WoW Design Improvements: Friends & Foes

This article is part 5 of 8 in the series WoW Design Improvements
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I mentioned in a previous post in this series that the World of Warcraft client lets you put other players on a friends list, or on an ignore list.

The only feature of the ignore list is that characters on this list cannot send you messages via the game’s chat system. Even things spoken in a common channel won’t appear on your screen.

The friends list has two features:

  1. You get notified via a special message and a sound when characters on your friends list come online or go offline.
  2. Looking at the list, you can quickly determine which of your friends are currently online, as they are displayed in a different colour from the rest.

Today I’d like to discuss the shortcomings of these lists.

So what are the problems with this friend list? There is really only one: it’s limited in size. As I already mentioned in my post on the in-game mail system, that size limit fairly quickly becomes apparent.

For one thing, you’ll want your alternate characters on the list, so mailing them items that they could use becomes easier1. For another, this is the only really useful mechanism for figuring out whether someone is online or not – especially, if you don’t remember their exact name.

That’s not an unlikely occurrence. Due to the restrictions Blizzard imposes on character names2, people come up with unique names by being imaginative – or not. A fair amount of Tauren players call themselves Somethinghorn, figuring it makes them appear more horny, err, bullish, no, I mean cow-like. I’ve known at least one player who simply added a second ‘o’ to the ‘horn’ part of his name to set himself apart from another player that had already taken his desired name.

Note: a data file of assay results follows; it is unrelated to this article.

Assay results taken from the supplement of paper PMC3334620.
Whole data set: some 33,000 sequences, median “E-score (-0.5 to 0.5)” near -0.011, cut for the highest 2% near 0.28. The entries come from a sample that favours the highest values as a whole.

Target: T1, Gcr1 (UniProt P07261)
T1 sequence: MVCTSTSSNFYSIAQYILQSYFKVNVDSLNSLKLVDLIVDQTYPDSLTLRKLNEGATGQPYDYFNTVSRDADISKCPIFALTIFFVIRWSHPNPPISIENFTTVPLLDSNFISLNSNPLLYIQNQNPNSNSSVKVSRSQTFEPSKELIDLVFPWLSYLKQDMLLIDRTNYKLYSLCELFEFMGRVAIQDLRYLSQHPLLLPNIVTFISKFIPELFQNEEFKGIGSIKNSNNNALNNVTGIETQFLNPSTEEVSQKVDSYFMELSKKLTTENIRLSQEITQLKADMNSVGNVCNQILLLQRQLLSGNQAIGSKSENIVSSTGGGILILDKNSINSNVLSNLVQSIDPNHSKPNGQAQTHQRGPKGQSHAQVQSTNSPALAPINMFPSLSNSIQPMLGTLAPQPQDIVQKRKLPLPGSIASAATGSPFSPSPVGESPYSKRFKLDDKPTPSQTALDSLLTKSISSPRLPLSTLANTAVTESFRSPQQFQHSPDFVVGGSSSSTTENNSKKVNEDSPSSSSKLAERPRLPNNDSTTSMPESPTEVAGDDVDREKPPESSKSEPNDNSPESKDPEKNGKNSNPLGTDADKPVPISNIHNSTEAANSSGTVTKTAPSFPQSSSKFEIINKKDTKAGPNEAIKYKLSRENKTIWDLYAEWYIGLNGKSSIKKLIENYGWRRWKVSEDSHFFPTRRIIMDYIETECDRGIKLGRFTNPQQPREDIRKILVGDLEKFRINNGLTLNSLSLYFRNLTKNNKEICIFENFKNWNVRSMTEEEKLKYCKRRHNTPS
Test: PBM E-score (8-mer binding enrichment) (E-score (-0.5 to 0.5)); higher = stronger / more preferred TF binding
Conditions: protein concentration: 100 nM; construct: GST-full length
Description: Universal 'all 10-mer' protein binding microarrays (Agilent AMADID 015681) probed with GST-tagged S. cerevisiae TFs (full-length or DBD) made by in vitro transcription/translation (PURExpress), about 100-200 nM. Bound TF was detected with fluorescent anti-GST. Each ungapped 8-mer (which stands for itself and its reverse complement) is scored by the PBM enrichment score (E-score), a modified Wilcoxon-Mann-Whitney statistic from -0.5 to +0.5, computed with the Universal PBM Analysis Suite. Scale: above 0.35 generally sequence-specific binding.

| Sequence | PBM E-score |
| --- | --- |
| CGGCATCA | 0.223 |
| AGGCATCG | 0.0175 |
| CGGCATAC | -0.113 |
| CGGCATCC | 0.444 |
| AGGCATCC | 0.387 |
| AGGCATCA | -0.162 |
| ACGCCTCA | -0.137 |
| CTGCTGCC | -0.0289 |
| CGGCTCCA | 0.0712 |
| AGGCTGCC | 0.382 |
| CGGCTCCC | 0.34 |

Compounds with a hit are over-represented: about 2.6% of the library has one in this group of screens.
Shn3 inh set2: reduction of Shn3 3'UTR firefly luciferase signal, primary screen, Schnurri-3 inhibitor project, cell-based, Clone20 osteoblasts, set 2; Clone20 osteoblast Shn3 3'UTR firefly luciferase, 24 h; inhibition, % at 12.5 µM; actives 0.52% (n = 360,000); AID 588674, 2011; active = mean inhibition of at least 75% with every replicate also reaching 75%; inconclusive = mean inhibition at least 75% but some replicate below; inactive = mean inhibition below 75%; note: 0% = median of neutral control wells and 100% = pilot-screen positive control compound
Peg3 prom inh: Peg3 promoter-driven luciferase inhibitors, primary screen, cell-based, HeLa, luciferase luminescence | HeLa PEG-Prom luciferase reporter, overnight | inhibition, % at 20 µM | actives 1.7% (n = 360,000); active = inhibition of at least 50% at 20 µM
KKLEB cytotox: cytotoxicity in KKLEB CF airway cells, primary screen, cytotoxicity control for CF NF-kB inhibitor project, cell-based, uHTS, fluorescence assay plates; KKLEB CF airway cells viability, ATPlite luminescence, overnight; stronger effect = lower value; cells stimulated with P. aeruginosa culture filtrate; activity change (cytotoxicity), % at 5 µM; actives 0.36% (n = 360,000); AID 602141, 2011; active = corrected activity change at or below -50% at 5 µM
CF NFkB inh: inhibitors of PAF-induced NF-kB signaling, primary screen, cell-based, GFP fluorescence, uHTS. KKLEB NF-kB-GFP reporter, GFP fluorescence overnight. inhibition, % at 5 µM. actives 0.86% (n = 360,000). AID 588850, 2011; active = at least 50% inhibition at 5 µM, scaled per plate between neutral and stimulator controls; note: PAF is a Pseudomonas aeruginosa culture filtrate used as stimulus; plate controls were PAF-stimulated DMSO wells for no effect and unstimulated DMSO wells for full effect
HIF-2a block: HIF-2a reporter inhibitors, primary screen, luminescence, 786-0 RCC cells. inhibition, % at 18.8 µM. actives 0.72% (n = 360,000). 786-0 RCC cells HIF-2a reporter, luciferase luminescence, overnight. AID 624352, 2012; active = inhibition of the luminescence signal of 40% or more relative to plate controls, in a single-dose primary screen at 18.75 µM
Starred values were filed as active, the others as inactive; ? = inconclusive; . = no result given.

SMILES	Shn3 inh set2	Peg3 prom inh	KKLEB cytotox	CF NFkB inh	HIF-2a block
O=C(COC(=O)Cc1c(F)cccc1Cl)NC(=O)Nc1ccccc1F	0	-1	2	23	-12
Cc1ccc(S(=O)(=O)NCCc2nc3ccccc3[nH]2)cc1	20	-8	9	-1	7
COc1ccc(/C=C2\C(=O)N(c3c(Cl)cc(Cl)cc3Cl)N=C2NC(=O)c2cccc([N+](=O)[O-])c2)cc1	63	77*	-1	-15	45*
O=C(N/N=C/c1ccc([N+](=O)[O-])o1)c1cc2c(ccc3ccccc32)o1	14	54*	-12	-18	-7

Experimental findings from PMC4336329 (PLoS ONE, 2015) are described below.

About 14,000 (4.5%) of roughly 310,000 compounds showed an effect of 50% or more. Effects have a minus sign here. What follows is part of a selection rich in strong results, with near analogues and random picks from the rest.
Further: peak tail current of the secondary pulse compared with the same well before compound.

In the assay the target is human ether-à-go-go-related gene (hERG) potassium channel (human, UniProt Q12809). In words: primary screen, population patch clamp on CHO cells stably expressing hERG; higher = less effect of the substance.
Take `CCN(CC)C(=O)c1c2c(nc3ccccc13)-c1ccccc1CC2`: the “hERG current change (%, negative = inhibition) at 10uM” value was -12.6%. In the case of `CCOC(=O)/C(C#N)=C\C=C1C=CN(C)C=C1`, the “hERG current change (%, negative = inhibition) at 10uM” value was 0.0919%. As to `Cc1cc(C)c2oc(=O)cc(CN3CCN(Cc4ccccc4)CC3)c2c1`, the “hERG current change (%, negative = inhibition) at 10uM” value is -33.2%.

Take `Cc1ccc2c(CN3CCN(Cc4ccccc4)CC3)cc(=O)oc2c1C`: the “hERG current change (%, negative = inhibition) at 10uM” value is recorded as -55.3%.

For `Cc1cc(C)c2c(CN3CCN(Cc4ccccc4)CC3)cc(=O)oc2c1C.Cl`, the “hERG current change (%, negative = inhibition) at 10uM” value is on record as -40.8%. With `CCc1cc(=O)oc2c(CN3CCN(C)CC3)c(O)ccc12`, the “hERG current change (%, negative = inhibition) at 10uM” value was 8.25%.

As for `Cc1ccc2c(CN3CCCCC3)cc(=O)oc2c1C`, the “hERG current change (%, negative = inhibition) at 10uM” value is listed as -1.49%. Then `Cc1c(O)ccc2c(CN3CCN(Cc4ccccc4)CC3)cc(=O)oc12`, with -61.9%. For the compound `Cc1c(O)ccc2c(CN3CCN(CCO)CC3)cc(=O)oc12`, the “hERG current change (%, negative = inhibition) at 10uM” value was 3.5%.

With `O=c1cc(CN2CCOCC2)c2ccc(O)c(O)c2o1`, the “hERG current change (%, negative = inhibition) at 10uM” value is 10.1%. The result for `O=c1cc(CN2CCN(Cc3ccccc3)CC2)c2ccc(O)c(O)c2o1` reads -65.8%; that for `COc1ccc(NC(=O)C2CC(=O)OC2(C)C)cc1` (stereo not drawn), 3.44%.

So you find yourself tackling this monster that’s really a bit harder than you had expected, and along comes this weirdly named character and helps you. You thank them, a conversation ensues, and you think to yourself that that was a nice person, and you should get to know them. So, in order to remember who they are, and to figure out when they’re online, you put them on your friends list.

And so it grows, until you can add no more. And then what? Weeding out the “better” from the “worse” of your friends seems like a horrible thing to do. But you have to make space, somehow.

  1. The mail system requires you to type recipient names, but has an auto-completion feature for people on your friends list or in your guild. []
  2. Some of which, like the fact you’re not allowed to use spaces, are pretty weird. That completely eliminates the possibility of setting yourself apart by adding a surname. []